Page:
A federal trial court has directed an employer that appropriately withheldfrom an arbitration award to pay back the amount withheld to the employee. An employer must obey an arbitration award to the letter, the court ruled. (Barker v. Halliburton Company, No. H-07-2677, D.C. S.Texas, 2010)
Pay means pay
An employee that arbitrated her Title VII discrimination claims received $363,416 in back pay and $356,000 in front pay. After withholding $238,110, her employer paid her $481,306. She sued for the difference. Employer: Under tax code Section 7421, the court has no power to order the company to pay to someone else money directly owed to the government.
After reviewing all the reasons courts are allowed to reverse an arbitration award, the court ruled for the employee. Court: Arbitration awards can be reversed in only narrow circumstances, which don’t exist here. The arbitration award directed the employer to pay $719,416 to the employee, and so that is what it must do. No doubt the employee will be liable to the federal government for the taxes due on any part of the award that’s income, but that’s a matter between her and the IRS.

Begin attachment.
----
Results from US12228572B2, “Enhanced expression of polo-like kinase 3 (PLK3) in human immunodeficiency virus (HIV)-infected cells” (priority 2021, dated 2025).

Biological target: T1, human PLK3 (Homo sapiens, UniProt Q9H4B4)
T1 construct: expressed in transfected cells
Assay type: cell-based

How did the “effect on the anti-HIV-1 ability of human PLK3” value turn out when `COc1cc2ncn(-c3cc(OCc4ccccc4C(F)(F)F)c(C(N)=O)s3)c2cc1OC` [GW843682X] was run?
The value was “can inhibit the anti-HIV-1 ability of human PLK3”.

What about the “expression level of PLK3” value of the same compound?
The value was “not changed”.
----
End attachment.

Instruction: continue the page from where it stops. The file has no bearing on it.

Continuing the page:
NO GOOD DEED GOES UNPUNISHED: The company was technically correct to withhold taxes, since the award was pay-related. It’s a safe bet that the company didn’t consultas it was reviewing the arbitrator’s proposed award. Too bad. It’s possible that the arbitrator would have been more precise regarding the allocation of taxes, if he or she had been asked.
Moral of the story: Similar tax problems can be avoided if Payroll stays in the loop during arbitration or litigation proceedings.
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